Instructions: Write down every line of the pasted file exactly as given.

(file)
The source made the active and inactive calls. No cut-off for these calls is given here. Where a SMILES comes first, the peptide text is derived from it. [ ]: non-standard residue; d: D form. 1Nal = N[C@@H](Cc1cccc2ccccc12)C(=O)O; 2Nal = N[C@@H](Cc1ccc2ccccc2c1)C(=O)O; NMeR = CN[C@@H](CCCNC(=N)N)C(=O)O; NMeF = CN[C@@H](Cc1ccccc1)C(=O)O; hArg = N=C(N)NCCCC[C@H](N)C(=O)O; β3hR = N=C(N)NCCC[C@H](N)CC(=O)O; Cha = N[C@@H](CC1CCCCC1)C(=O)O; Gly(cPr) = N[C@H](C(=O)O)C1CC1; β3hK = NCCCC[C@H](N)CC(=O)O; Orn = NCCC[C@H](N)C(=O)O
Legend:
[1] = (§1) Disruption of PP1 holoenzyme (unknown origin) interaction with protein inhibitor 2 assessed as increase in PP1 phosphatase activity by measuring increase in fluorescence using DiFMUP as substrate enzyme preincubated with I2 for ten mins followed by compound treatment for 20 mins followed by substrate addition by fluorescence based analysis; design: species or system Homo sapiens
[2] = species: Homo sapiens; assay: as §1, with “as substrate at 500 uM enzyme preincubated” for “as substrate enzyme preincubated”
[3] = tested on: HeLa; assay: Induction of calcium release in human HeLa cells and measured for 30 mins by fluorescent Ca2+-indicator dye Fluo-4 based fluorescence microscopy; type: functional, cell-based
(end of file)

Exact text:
The source made the active and inactive calls. No cut-off for these calls is given here. Where a SMILES comes first, the peptide text is derived from it. [ ]: non-standard residue; d: D form. 1Nal = N[C@@H](Cc1cccc2ccccc12)C(=O)O; 2Nal = N[C@@H](Cc1ccc2ccccc2c1)C(=O)O; NMeR = CN[C@@H](CCCNC(=N)N)C(=O)O; NMeF = CN[C@@H](Cc1ccccc1)C(=O)O; hArg = N=C(N)NCCCC[C@H](N)C(=O)O; β3hR = N=C(N)NCCC[C@H](N)CC(=O)O; Cha = N[C@@H](CC1CCCCC1)C(=O)O; Gly(cPr) = N[C@H](C(=O)O)C1CC1; β3hK = NCCCC[C@H](N)CC(=O)O; Orn = NCCC[C@H](N)C(=O)O
Legend:
[1] = (§1) Disruption of PP1 holoenzyme (unknown origin) interaction with protein inhibitor 2 assessed as increase in PP1 phosphatase activity by measuring increase in fluorescence using DiFMUP as substrate enzyme preincubated with I2 for ten mins followed by compound treatment for 20 mins followed by substrate addition by fluorescence based analysis; design: species or system Homo sapiens
[2] = species: Homo sapiens; assay: as §1, with “as substrate at 500 uM enzyme preincubated” for “as substrate enzyme preincubated”
[3] = tested on: HeLa; assay: Induction of calcium release in human HeLa cells and measured for 30 mins by fluorescent Ca2+-indicator dye Fluo-4 based fluorescence microscopy; type: functional, cell-based